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Is ‘Spiritual But Not Religious’ a risk to one’s mental health?

Is ‘Spiritual But Not Religious’ a risk to one’s mental health?

A study published in this month’s British Journal of Psychiatry, says spiritual but not religious people are more likely to develop mental problems and dependence on drugs. From CNN’s religion blog:

Can being spiritual but not religious lead to mental health issues? The answer is yes, according to a recent study.

The study, published in the January edition of the British Journal of Psychiatry, says spiritual but not religious people, as opposed to people who are religious, agnostic or atheist, were more likely to develop a “mental disorder,” “be dependent on drugs” and “have abnormal eating attitudes,” like bulimia and anorexia.

“People who have spiritual beliefs outside of the context of any organized religion are more likely to suffer from these maladies,” said Michael King, a professor at University College London and the head researcher on the project.

Thirty percent of respondents who identified as spiritual said they had used drugs, a number that was nearly twice as much as the 16% of religious respondents who said they had used drugs, according to the study. Among the spiritual respondents, 5% said they were dependent on drugs, while 2% of religious respondents identified as dependent.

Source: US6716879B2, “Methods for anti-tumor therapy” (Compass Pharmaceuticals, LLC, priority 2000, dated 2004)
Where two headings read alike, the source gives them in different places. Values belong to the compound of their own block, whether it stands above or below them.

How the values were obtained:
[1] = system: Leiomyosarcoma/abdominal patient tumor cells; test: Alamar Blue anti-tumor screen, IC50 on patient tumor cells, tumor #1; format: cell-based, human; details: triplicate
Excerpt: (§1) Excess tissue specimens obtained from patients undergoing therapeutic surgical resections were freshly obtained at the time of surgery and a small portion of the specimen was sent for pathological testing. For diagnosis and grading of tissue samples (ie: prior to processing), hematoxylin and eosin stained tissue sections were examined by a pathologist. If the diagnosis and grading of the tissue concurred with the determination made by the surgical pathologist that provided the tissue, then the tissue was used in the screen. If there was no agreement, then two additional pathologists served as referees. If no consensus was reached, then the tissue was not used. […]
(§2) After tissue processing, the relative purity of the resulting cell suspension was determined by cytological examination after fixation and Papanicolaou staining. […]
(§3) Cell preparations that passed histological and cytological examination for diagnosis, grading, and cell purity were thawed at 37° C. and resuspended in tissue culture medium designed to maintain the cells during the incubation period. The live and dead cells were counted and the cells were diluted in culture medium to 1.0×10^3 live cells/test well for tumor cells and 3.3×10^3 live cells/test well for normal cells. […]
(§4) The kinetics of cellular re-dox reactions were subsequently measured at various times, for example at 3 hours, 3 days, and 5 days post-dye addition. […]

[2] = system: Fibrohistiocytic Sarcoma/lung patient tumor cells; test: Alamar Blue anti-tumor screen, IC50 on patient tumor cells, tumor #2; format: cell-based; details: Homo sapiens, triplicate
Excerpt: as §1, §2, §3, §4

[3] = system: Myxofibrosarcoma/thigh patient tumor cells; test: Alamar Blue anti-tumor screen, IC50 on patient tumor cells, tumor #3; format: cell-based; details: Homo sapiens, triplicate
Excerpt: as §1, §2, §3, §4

On mental health issues, the study said spiritual but not religious people were more likely to suffer from “any neurotic disorder,” “mixed anxiety/depressive disorders” or “depression” than their religious counterparts. Overall, 19% of spiritual respondents said they suffered from a neurotic disorder, while 15% of religious respondents responded the same way.

The study was conducted with the government of the United Kingdom, which asked the questions as part of a larger psychiatric study. The project sampled 7,403 people, finding that nearly 19% of England’s population is spiritual but not religious. That number is higher in the United States, where, in a 2002 poll sample of 729 adults, 33% identified themselves as “spiritual but not religious.”

Read full post here. What do you make of this? Any ideas why the “spiritual but not religious” among us might be more susceptible to mental health problems?


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barbara snyder

(It also could be that people involved in organized religions are not as willing to seek help for their problems – or to admit to them in the first place.

I’ve heard people say that they feel they can’t really admit to some of the things they feel when in the church environment. Religious groups, after all, can be extremely conventional.

Just another possibility….)


For the little bit that they are worth, I offer the following observations. I am 68 years old and I have been an Episcopalian since I was 30. I have been certifiably mentally ill since I was 50, with three different periods of psychosis and hospitalization. From my point of view as a mental health consumer (that’s the euphemism used nowadays), “Is ‘Spiritual But Not Religious’ a risk to one’s mental health?” forms an absurd proposition. There is, or should be, broad disagreement on what constitutes “spiritual,” there is, or should be, broad disagreement on what constitutes “religious,” and there is, or should be, broad disagreement on a definition for “mental health,”